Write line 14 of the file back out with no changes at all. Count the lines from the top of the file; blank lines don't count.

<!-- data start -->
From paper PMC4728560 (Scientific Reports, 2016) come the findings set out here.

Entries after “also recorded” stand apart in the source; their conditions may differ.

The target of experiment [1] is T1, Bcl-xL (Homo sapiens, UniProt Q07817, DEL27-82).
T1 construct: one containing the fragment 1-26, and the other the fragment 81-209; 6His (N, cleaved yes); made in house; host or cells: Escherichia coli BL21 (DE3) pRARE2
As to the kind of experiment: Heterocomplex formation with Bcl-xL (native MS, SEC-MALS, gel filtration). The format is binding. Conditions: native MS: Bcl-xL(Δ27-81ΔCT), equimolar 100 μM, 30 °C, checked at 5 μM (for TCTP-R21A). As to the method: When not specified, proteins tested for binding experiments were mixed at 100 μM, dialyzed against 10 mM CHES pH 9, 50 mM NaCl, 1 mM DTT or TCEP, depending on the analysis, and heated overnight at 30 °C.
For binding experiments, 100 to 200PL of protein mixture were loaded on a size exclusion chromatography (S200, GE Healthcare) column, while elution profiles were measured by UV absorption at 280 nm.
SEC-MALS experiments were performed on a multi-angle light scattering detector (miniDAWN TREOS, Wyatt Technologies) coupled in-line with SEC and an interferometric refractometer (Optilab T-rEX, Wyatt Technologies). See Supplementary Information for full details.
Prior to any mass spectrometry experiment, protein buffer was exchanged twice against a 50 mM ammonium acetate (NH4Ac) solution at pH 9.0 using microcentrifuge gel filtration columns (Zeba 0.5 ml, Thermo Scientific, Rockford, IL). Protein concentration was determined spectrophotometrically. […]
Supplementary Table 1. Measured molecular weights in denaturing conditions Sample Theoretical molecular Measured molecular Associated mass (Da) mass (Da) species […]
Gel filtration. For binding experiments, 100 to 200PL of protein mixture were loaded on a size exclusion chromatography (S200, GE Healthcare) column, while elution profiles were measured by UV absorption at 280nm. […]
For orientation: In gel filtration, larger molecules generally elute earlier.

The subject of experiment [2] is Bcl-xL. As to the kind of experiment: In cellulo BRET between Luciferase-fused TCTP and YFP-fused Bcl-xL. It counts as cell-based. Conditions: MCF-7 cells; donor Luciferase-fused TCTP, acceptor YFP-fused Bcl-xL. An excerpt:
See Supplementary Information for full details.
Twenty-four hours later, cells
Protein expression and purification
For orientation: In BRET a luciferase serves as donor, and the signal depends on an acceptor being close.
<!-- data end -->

Twenty-four hours later, cells